What is your major consideration when composing a painting?  I think about placement of a center of interest and leading the eye through the painting, as well as areas of quiet to counterbalance an area of movement or emphasis.

Autumn Veil  –  12″x 12″  –  Pastel

How thorough is your initial drawing?  I love to draw. Most of my drawing before I paint indoors or out, is small thumbnail sketches to work out design and values. I like to do a more thorough drawing when the scene or subject is more complex. I love charcoal and pencil drawing and try to make the weekly life drawing session, drawing figure or portrait. A goal of mine this year is to do more large drawings outdoors, especially of trees and old buildings.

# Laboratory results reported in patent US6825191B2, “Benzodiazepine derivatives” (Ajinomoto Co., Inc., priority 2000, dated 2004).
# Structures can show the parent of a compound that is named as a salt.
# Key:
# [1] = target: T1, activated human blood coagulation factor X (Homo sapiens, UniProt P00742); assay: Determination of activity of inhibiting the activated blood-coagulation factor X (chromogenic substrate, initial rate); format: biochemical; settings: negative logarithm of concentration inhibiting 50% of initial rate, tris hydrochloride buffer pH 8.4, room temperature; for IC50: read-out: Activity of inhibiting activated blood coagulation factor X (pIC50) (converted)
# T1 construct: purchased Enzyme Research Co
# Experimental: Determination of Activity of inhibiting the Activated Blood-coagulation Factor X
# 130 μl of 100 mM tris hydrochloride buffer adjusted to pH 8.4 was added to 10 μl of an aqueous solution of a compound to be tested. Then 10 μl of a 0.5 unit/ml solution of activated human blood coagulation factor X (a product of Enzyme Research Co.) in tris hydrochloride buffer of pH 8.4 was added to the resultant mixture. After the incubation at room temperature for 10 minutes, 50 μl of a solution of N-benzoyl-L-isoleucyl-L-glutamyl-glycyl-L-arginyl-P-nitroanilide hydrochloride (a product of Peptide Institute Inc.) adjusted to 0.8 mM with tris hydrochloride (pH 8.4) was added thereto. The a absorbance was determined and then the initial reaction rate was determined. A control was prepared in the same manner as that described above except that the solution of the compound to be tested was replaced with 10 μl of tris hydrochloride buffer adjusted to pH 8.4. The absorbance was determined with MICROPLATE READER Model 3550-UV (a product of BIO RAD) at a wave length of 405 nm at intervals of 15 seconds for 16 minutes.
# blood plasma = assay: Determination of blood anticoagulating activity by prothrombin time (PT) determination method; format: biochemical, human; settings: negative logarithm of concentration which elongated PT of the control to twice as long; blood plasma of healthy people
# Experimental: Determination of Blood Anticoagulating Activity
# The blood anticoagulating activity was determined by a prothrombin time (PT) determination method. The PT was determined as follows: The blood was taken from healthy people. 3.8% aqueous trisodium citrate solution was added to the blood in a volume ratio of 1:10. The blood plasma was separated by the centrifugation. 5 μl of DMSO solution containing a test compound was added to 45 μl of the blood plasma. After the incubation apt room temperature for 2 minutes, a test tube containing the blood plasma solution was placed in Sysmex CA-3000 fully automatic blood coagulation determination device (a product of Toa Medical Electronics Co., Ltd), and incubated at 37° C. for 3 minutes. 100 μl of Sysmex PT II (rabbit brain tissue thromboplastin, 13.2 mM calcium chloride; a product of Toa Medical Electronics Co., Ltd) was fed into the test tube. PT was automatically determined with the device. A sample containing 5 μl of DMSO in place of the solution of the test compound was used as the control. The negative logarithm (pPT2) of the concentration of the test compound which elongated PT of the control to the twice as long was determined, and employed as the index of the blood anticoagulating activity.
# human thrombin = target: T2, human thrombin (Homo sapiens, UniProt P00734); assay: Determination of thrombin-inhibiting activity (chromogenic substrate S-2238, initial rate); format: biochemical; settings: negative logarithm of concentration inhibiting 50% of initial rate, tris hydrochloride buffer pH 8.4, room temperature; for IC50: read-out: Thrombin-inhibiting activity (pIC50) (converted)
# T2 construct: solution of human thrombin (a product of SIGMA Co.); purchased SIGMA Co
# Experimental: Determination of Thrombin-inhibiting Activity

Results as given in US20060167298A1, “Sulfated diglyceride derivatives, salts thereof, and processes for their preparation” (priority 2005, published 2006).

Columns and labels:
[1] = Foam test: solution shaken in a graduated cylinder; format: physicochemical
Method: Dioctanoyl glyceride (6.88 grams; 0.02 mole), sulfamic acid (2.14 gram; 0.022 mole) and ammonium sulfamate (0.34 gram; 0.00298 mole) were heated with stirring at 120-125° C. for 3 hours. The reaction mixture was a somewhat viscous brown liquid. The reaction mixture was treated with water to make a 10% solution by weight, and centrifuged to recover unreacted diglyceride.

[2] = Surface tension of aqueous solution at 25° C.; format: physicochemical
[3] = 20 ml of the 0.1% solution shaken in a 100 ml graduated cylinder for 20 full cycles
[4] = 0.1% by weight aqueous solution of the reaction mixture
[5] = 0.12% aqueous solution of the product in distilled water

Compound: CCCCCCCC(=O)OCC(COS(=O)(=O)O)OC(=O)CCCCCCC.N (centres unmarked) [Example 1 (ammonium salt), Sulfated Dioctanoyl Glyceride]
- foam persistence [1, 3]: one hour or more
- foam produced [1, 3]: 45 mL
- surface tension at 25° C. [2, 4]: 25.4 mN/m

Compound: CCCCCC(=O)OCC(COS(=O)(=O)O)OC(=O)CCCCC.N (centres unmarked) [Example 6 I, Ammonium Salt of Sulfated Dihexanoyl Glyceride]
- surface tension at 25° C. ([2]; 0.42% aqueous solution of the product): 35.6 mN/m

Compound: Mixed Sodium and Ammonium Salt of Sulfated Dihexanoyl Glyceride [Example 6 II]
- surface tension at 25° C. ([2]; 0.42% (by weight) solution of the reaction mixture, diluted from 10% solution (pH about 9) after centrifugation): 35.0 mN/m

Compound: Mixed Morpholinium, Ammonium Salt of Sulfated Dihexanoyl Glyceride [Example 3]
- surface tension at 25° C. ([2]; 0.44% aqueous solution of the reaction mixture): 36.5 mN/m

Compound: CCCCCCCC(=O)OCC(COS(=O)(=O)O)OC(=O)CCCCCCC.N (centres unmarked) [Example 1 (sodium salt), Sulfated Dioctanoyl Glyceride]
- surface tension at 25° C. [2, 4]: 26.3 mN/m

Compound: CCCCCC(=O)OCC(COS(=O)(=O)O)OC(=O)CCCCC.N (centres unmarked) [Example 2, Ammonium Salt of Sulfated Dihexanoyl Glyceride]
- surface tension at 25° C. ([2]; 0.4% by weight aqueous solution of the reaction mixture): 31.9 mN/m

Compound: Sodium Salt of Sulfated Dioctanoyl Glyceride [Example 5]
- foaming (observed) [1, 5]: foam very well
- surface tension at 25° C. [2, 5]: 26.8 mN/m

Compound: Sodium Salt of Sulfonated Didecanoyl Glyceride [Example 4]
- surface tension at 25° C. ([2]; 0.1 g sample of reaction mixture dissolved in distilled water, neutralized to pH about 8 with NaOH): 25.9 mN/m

How do you decide on a dominating color key for a painting, and how do you maintain it?  I think about this in the planning/design stages of a painting. I will play with different color schemes and the use of complementary colors as well as the dominant value of the painting before I begin painting. Sometimes I will do small color studies in the studio with pastel, watercolor, or oil. I use my Analogous color wheel which is based on the Munsell system after I determine my dominant color, for different color combinations. It helps too, to go back to those notes as I paint. Like my thumbnail sketches (used for design and value), these are my road maps if I get off track. Another way to help maintain the harmonious color scheme, is to block in the under painting in the same analogous color family, using warm and cool versions of red, for instance, under a predominantly green painting.